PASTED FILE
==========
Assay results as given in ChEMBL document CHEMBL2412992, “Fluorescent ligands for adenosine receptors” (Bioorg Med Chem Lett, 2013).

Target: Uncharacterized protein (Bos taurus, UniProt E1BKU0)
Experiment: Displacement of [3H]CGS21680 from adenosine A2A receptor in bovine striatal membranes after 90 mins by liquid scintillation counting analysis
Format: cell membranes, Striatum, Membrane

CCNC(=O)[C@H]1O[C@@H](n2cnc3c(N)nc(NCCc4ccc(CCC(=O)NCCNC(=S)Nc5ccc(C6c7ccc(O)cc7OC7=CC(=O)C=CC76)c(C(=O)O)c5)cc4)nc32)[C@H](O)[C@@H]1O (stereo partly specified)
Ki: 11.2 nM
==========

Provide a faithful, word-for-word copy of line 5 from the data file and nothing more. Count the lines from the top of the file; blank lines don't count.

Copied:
CCNC(=O)[C@H]1O[C@@H](n2cnc3c(N)nc(NCCc4ccc(CCC(=O)NCCNC(=S)Nc5ccc(C6c7ccc(O)cc7OC7=CC(=O)C=CC76)c(C(=O)O)c5)cc4)nc32)[C@H](O)[C@@H]1O (stereo partly specified)